Ecklund, a sociologist at Rice University, interviewed natural scientists and social scientists at élite American research universities to probe their attitudes toward religion and the relationship between science and religion. Instead of sweeping generalizations, she gives us individualized voices representing a broad spectrum of convictions. Her moderately optimistic findings suggest that "boundary pioneers" like Francis Collins—who seek to "translate science for a broader believing public"—will have an increasingly important role to play. In evangelical circles, we still have a long way to go, but there are hopeful signs—including the appearance of a book such as this.

Silk Parachute
by John McPhee (Farrar, Straus and Giroux)


"The massive chalk of Europe lies below the English Channel, under much of France, under bits of Germany and Scandinavia …." I was hardly aware of the existence of the "massive chalk of Europe," but with John McPhee as guide, I happily followed for more than 30 pages. Later in this delightful collection of essays I read about lacrosse and even (against all my instincts) golf, saving as a treat a piece on fact-checking in The New Yorker. I start each new McPhee book hoping for signs of an improbable turning toward faith.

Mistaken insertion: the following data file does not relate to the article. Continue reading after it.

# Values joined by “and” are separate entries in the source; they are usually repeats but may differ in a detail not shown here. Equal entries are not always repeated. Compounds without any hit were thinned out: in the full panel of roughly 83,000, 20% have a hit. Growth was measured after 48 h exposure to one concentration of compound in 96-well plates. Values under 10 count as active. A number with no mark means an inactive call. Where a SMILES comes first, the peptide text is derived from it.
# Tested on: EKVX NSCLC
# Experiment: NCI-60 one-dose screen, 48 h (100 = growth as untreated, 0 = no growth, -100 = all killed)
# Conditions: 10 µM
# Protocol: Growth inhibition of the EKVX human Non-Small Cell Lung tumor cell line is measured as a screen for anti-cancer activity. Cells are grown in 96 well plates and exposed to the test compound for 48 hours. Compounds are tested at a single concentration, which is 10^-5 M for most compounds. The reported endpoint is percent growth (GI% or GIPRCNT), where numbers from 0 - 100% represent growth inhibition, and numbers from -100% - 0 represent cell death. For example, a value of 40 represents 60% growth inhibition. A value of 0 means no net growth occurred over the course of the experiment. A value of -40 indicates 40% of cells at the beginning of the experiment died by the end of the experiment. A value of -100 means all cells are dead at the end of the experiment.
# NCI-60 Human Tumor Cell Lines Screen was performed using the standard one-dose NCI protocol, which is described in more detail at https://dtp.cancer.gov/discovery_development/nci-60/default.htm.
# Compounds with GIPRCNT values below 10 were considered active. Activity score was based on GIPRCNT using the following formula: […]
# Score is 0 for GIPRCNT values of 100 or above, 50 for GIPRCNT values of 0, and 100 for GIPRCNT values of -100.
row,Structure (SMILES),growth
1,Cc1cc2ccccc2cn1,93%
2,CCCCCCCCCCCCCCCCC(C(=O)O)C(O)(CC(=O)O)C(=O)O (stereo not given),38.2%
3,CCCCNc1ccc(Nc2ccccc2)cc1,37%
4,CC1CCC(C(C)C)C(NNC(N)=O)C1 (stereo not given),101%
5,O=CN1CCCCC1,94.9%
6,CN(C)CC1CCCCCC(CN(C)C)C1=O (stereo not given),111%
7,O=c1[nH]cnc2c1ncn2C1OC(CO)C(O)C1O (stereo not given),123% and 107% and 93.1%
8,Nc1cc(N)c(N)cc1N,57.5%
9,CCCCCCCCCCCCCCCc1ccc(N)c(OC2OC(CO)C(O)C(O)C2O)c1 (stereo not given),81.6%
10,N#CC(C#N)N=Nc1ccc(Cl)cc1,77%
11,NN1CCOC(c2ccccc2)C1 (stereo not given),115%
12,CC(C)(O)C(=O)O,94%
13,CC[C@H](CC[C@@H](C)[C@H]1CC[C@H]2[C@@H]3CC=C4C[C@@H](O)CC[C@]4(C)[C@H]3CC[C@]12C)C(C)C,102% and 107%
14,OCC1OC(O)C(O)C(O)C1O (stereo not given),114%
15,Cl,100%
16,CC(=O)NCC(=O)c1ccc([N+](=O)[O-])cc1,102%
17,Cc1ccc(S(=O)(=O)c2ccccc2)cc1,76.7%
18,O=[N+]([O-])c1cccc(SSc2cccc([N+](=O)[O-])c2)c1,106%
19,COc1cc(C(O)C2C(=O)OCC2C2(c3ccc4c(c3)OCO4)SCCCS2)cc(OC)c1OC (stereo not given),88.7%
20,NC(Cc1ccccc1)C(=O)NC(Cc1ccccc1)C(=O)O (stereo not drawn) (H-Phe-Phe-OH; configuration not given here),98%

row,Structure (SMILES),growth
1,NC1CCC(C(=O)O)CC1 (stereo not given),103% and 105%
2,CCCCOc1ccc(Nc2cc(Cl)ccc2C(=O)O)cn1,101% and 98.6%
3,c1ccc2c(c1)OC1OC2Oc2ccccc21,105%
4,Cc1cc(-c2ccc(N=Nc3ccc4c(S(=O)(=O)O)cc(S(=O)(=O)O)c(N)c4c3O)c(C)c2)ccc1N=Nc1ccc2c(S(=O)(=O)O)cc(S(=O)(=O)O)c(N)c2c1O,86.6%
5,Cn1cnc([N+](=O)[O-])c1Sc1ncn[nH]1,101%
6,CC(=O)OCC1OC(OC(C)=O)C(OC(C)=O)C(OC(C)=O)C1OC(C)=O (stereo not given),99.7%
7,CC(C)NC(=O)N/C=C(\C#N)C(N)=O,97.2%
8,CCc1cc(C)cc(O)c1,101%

Thereby Hangs a Tail A Chet and Bernie Mystery
by Spencer Quinn (Atria)


In the gallery of great characters in detective fiction, from Sherlock Holmes and Father Brown to Precious Ramotswe, we need to make room for a newcomer: Chet, the canine narrator of a light-hearted series in which this book is the second installment. With his partner, private investigator Bernie Little, Chet is so palpably real that I cannot believe he exists only in marks on a page ...

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May 2010

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